Annette is an experienced nurse and midwife with a BSc and MSc in Economics and PhD in Health Services research. Annette joined the Professional Record Standards Body (PRSB) as the Clinical Assurance Committee Chair in 2014 and then became Head of Clinical Assurance during its formative years; helping shape the organisation as the recognised UK body for the development and assurance of record standards for patient electronic health and care records (EPRs). Currently her role, as clinical advisor and project lead, focuses on initiatives that aim to align patient information collected in EPRs with secondary uses data collections.
Annette has been involved in nursing and health research and informatics for over twenty years, starting her research career in the National Nursing Research Unit, at Kings College London, and then moved to the UKCC (now NMC) before returning to the NHS to be involved in research and development in clinical practice.
For her PhD thesis she developed and evaluated the viability and benefit of a regional sickle cell patient registry for the dual purposes of direct patient care and research and from this a Record Assess system for patients to access their hospital records online.
She is passionate about good record keeping and freeing up time for nurses and professional colleagues to care. The goal has to be to collect information once and reuse and share appropriately. IT is a great enabler when used effectively but current lack of interoperability between systems and teams results in similar information entered multiple times in different formats at every point on the patient’s care pathway. Coupled with the constant demands for ‘data’ to monitor, research, audit because the information cannot be easily extracted from IT systems results in huge administrative burden for staff.
Having qualified from University of Ulster in 1991, Claire has held a variety of clinical, research and project management positions during which time she completed a MSc in Health Informatics with the University of Central Lancashire. Since 2002 Claire taught within the School of Nursing and Midwifery at Queens University Belfast. In March 2013 Claire took up her current post. In this post Claire works as part of the Public Health Agency Nursing team and the Health and Social Care Board eHealth Directorate to support and promote the sustainable regional development of informatics and eHealth and take a lead in the application of information technologies in support of patient care and the nursing profession.
Claire believes that those who deliver care are best placed to make improvements and drive innovation in that care. In Northern Ireland, nurses and midwives are at the forefront of service re-design, pushing the boundaries and challenging traditional practices especially in the use of ICT. She is passionate about the possibilities for technology to enhance practice and to support innovation in the development of patient led services now and into the future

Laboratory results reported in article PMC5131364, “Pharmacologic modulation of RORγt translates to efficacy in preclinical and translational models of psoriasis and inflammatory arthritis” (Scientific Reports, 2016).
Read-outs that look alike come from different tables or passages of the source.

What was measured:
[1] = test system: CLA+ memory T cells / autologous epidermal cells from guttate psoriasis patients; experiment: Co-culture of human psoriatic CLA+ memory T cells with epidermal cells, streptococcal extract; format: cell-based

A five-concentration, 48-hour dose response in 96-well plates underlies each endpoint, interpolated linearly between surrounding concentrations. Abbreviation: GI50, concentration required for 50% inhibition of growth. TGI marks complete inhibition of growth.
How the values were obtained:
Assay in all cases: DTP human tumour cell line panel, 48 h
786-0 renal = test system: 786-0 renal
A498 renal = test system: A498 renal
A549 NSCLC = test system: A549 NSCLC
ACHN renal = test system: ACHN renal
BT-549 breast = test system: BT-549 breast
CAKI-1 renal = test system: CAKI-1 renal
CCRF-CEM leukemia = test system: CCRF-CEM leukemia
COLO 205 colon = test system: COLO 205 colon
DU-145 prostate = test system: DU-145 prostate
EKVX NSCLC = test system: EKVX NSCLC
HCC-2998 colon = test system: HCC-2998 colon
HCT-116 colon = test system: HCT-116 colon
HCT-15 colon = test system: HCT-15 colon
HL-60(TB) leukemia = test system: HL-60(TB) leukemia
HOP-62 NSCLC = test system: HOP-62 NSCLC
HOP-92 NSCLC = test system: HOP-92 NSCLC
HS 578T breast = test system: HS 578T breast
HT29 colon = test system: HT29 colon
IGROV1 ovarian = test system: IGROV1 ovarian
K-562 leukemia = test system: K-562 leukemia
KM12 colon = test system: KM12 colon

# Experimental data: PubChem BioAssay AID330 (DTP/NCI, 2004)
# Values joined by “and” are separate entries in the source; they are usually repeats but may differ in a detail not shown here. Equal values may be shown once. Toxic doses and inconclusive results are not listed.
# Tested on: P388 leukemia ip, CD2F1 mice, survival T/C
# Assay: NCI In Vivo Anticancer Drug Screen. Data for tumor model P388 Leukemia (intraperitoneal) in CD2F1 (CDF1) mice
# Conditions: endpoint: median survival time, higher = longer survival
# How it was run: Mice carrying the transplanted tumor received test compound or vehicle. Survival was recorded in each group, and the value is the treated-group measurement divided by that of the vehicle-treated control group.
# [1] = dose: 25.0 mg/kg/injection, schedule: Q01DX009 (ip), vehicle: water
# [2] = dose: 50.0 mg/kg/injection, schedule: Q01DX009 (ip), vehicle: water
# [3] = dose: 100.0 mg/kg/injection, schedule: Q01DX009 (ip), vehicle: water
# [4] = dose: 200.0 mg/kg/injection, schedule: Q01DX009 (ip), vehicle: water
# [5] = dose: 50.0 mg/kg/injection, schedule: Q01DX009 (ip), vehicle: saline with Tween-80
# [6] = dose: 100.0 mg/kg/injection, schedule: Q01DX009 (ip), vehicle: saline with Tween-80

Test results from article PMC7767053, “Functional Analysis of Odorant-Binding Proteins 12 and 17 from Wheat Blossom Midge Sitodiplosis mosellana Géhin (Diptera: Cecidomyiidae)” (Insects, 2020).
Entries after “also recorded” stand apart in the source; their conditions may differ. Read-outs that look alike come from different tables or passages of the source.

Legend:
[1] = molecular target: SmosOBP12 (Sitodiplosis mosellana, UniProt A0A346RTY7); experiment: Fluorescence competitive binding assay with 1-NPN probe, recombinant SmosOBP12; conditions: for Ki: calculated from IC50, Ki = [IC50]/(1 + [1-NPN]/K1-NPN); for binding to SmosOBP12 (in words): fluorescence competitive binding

Principal Clinical Informatics Specialist, NHS Digital
Having qualified as a paediatric nurse in 1993, Chris has held a variety of clinical and Informatics roles, in a variety of settings. Whilst working within a Children’s Accident and Emergency department, he completed a BSc in Nursing Studies via the RCN and the University of Manchester.
Chris has taken every opportunity to develop, leading to involvement in service improvement and strategic roles, supporting quality improvement initiatives and information management and technology development both regionally and nationally.
He has supported acute providers with implementing strategies to comply with information standards relating to IT clinical safety and supported Electronic Patient record deployments. One of the programme’s, Chris is currently supporting is Digital Child Health, standardising clinical records and supporting interoperability.
Chris believes that to make quality improvements and drive innovation requires significant team engagement and collective thinking. Clinical staff need to be at the heart of service re-design, innovation and challenge current practice. How technology can support these innovations needs to be a t the core of these discussions.
Dawn is a Professor in Clinical Decision Making, Division of Nursing, Midwifery and Social Work, School of Health Sciences, University of Manchester, UK. Dawn is a nurse and health services researcher, with expertise in the field of health care decision-making and nursing informatics. Her particular research interests are the development and evaluation of decision support tools, and more recently the application of Health Information Technology for assisting decision making in practice. Before her position at Manchester, Dawn was Professor of Nursing at Columbia University School of Nursing and the Visiting Nurse Service of New York (which is the largest not-for-profit home care agency in the USA). Additional past appointments include Professor of Applied Health Research, University of Leeds UK and a Harkness Fellow in Health Care Policy and Practice from 2009-2010, working at Kaiser Permanente, Oakland CA. Dawn is an elected fellow of the American Academy of Nursing.
Page last updated - 23/07/2020